President is the leader of the Republican Party and has announced plans to run for re-election in 2020.
Yet for some Republicans, the question of whether to endorse him isn’t the easiest to answer.
“Why did you ask me that?” quipped Sen. Pat Roberts (R-Kan.), who announced his retirement this month.
“Yeah, sure,” he said about endorsing Trump, before quickly emphasizing he’s more focused on policy work. “At this point I have some things I’d like to get done,” he said.
Sen. Susan Collins (R-Maine), who could face a tough race in a state that Hillary Clinton carried in 2016, declined to comment on Trump’s re-election bid.
“I said I was going to worry about 2020 in 2020,” Collins said.
Sen. Ron Johnson (R-Wis.), who could have a competitive race in 2022, says he is focused on rebuilding the state Republican Party in Wisconsin, which got crushed in the midterm election.
“That’s still a light year away,” he said of 2020. “What I’m doing, because I’m kind of the last man standing in Wisconsin, it’s about how do we continue to build our party and really develop a really good grassroots effort. We got wiped out statewide last time so that’s where I’m focusing my attention.”
Sen. Ben Sasse (R-Neb.), who has frequently criticized Trump on foreign policy and trade issues, said, “I don’t talk about stuff like that right here” when asked outside the Senate chamber about whether he would endorse Trump.
Tensions between Trump and his party have ebbed and flowed over the years but are on the rise again after the longest government shutdown in history — which some Senate Republicans saw as a self-inflicted disaster for their party driven by Trump.
The Senate passed a measure by voice vote in December that would have prevented the shutdown, only to see Trump reverse course.
A number of Republicans have also expressed growing frustrations with Trump’s foreign policy moves. On Thursday, 43 Republicans voted to end debate on an amendment warning Trump against drawing down troops in Syria and Afghanistan.
Trump remains the leader of his party and is a power in primaries.
During one stretch this past summer, Trump went 11 for 11 in endorsing GOP candidates who went on to win their primaries, according to a tally by the Washington Post. The president sent out a scorching tweet against Rep. Mark Sanford (R-S.C.) on his primary day and watched as Sanford’s opponent, Katie Arrington, defeated the longtime politician and former governor.
Yet Arrington lost her general election contest in November, underscoring that while Trump is a power in primaries, he also has a toxicity that is costing his party some elections.
Maryland Gov. Larry Hogan (R) and former Ohio Gov. John Kasich (R) are making noises about challenging Trump in 2020. Neither seems too likely to defeat Trump and Republican office holders are hardly rushing to back them.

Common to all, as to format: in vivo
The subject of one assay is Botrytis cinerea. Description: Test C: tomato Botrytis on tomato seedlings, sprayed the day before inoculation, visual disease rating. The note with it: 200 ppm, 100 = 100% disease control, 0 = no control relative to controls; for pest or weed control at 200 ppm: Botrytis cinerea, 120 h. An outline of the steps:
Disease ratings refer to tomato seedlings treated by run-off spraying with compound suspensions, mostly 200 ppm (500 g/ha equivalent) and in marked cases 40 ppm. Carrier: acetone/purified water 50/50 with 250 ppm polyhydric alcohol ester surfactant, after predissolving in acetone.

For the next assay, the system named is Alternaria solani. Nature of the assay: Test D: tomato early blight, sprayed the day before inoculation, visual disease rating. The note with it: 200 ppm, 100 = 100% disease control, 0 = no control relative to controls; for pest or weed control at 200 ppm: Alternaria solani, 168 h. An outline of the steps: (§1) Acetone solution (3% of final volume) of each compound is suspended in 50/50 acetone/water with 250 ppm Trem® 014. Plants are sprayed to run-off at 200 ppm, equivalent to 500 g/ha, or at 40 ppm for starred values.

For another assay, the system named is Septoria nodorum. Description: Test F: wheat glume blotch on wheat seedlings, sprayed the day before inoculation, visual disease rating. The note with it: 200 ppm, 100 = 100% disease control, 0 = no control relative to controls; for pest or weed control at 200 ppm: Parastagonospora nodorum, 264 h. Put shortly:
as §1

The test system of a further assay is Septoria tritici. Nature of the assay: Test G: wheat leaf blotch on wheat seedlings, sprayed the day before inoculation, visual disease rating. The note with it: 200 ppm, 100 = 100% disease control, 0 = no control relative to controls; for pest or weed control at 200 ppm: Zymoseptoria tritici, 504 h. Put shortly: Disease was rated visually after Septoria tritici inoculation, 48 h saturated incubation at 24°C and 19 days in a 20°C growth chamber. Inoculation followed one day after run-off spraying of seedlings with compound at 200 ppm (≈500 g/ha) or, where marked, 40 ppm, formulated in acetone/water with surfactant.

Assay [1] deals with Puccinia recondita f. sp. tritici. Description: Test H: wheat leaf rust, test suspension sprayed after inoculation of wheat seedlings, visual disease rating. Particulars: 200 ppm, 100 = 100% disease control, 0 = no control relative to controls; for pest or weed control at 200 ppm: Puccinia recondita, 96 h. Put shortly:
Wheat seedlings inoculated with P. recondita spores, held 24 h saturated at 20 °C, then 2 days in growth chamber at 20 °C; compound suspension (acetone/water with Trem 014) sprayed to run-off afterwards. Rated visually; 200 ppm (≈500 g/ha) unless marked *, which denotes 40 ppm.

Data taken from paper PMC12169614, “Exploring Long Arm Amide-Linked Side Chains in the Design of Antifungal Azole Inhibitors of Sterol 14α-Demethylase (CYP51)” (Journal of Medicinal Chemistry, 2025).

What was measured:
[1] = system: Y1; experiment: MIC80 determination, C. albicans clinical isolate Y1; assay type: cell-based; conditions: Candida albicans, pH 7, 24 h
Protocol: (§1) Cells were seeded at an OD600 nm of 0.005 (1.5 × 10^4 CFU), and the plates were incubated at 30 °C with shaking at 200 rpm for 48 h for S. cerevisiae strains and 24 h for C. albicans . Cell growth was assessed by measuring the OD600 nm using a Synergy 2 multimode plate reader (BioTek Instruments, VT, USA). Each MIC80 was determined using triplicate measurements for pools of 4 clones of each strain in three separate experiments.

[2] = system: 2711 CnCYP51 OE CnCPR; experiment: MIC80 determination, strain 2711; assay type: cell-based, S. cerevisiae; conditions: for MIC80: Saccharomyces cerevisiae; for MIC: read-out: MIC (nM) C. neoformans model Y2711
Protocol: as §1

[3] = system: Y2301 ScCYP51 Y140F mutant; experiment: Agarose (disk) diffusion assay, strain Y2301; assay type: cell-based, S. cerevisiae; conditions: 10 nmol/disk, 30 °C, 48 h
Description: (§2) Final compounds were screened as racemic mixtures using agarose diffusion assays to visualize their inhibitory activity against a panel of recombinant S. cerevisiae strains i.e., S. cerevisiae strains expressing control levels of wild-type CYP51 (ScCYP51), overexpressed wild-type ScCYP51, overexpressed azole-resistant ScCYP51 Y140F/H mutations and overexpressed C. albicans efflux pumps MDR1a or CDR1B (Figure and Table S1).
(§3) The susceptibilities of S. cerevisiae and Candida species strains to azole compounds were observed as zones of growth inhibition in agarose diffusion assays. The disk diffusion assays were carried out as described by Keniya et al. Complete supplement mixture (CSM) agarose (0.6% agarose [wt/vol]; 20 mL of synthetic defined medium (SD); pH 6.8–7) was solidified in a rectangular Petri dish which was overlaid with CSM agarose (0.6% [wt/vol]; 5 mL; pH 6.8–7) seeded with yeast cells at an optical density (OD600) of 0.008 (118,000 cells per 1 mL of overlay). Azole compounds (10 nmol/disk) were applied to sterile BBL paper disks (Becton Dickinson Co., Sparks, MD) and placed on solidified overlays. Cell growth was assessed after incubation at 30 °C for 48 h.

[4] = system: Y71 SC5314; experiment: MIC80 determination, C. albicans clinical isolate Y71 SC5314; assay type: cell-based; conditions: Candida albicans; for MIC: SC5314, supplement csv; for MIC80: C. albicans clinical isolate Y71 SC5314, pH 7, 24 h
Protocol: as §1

Sen. Cory Gardner (Colo.), one of two Senate GOP incumbents running for reelection in a state won by Democrat Hillary Clinton in 2016, publicly endorsed Trump this week, telling the Independent Journal Review that he was throwing his support behind Trump because “we’ve done some good things for Colorado.”
Two other Republicans who will be Democratic targets next year were also enthusiastic about Trump.
“Absolutely. Look at the jobs report. Look at the economy. I think he’s done a wonderful job so, yes, certainly I would,” Sen. Joni Ernst (Iowa) said when asked about endorsing Trump.
Sen. Thom Tillis (N.C.), another potentially vulnerable Republican, acknowledged he had “a few instances where I disagreed with his style” but noted “on policy, for the most part, we’re in alignment.”
“I would discourage anybody from running against him in a primary,” he said. “If you take a look at his policies on tax reform, if you take a look at his priorities on trying to get health care to a place where it will work …. On substance I’m with him.”
Sen. David Perdue (R-Ga.), a fourth Republican up for reelection next year, said he would “absolutely” endorse Trump.
“With these results? Yes sir. This is the best economic turnaround in U.S. history,” he said.
Senate Majority Leader Mitch McConnell (R-Ky.), who is up for re-election and faced a primary challenge in his 2014 race, also set an example for his colleagues by announcing his support for Trump early out of the gate.
“I think he can go to the American people in 2020 and correctly claim extraordinary success,” McConnell told The Washington Examiner in October.
But Trump appears to have more work to do to win over members of his party who have criticized his conduct or broken with him on major policy questions.
Sen. Mitt Romney (R-Utah), who famously warned his party against nominating Trump in March of 2016, told CNN’s Jake Tapper earlier this month that he hadn’t yet decided who he would endorse in 2020 although he ruled out mounting a primary challenge himself.
“I’m going to see what the alternatives are,” he said.
Sen. Lisa Murkowski (R-Alaska), who voted against Brett Kavanaugh, Trump’s controversial nominee to the Supreme Court, declined to comment.
Sen. Tim Scott (R-S.C.), who had misgivings in 2017 over how Trump responded to violence at a Unite the Right rally in Charlottesville, predicted that Trump won’t need his endorsement.
“He’s not going to have a primary so there won’t be a decision to make,” he said.
But just because Senate Republicans aren’t ready to endorse Trump today doesn’t mean they won’t do so at a future date or that they are necessarily harboring qualms about his leadership.
Sen. Mike Rounds (R-S.D.) said Trump is very popular in his home state but believes “it’s way too early” to be discussing an endorsement.
“I just haven’t gotten to the point I’m endorsing at this stage of the game.”
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